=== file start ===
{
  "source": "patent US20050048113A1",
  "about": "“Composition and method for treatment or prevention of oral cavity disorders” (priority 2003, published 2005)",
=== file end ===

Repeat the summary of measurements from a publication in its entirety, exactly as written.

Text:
{
  "source": "patent US20050048113A1",
  "about": "“Composition and method for treatment or prevention of oral cavity disorders” (priority 2003, published 2005)",